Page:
Hyundai has announced the completion of something it calls a "Fusion" station, the blending of two (up to 4 soon) relatively new alternate fuel technologies into one location for public consumption.  But can its users from the two camps get along without throwing sticks at each other?

Many EV Enthusiasts Aren't Timid On Their Feelings Toward Fuel Cells Taking Up The

Many EV Enthusiasts Aren't Timid On Their Feelings Toward Fuel Cells Taking Up The "Green" Spotlight

Specifically, a station equipped to refuel both a hydrogen fuel cell vehicle (such as the Tucson ix35 show above) and the more common plug-in electric vehicle (Kia Ray EV).

This particular 'Green Energy Station' is situation in Gwangju, South Korea, within the Jingok Industrial Complex.

Interestingly the station was first put together as part of the 'hydrogen economy' infrastructure, and the plug-in services have just recently been added; perhaps as a result of Hyundai's recent strong commitment to the tech with the upcoming IONIQ BEV and PHEV?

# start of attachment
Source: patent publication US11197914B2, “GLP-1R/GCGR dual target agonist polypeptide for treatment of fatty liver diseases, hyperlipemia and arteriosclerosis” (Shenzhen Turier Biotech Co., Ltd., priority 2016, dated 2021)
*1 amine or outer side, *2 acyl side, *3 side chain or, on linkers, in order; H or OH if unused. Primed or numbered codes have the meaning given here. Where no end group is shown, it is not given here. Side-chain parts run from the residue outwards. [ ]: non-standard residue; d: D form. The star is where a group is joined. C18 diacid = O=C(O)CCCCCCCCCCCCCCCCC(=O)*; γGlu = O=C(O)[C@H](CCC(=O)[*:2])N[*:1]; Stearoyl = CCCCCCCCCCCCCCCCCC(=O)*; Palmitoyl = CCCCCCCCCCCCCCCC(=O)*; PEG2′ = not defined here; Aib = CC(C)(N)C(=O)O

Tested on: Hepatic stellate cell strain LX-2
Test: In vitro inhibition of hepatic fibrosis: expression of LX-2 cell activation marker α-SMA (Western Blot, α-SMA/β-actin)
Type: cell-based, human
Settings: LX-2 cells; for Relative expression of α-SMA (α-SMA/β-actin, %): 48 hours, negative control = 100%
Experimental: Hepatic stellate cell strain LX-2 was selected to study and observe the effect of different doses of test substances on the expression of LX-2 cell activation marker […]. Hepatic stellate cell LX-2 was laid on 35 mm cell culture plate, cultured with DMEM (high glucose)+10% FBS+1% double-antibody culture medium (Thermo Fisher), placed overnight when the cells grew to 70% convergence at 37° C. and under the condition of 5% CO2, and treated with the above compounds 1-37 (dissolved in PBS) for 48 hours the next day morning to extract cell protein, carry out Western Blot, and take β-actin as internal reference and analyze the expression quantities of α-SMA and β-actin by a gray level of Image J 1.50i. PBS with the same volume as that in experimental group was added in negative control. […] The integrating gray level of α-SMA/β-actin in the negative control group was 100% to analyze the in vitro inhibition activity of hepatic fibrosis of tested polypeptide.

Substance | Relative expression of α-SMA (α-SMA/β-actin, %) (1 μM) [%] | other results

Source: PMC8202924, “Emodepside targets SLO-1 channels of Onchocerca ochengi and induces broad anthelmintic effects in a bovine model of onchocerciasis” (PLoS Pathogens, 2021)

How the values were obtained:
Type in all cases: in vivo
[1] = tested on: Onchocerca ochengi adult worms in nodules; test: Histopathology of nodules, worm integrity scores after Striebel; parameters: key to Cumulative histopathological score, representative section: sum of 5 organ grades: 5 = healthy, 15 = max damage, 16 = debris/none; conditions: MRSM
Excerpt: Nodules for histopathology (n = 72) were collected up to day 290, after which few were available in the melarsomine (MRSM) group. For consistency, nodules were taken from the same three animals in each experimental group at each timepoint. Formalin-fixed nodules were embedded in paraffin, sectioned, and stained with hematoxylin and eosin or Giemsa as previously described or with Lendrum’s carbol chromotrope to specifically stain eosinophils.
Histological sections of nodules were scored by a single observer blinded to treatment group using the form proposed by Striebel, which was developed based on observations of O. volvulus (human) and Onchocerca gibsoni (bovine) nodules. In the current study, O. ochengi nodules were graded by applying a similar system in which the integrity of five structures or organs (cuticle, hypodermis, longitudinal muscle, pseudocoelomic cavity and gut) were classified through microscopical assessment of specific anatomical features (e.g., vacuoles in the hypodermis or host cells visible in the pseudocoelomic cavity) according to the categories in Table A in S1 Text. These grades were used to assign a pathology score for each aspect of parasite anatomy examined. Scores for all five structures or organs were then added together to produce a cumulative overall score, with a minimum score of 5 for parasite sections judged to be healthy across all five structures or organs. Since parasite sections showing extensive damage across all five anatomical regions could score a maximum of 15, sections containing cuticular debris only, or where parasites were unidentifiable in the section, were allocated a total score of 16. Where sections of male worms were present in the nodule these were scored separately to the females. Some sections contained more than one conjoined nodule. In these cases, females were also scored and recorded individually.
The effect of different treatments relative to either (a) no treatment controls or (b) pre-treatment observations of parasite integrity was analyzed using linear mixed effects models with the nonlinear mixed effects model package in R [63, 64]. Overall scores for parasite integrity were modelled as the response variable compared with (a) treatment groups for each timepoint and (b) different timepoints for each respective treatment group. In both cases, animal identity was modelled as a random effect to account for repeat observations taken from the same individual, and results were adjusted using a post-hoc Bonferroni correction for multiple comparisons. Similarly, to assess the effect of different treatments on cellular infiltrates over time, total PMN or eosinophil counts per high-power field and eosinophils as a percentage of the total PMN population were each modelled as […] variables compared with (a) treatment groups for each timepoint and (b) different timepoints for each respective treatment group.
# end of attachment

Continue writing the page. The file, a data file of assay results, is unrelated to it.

Construction on the project began in July. and is open to both forms of green transportation today.

The Hyundai Group will now study the station, at least in relation to its fuel cell usages (guess they know how EVs work already) and also hydrogen V2G (vehicle-to-grid) business models- including V2G inverters for fuel cell generators and vehicles.  The complex will expand in the second half of 2016, adding a CNG and LPG charging center that will be modified to also have a hydrogen-generating reformer.

The real question we would like answered for Hyundai's study (after watching many a FCV article discussion section implode) is; can EV and FCV vehicle owners co-exist in the same place without kindly giving 'bits of knowledge' to the other side, if not breaking into heading arguments about which is the superior tech?

Dailian.co.kr, Hat tip to sven!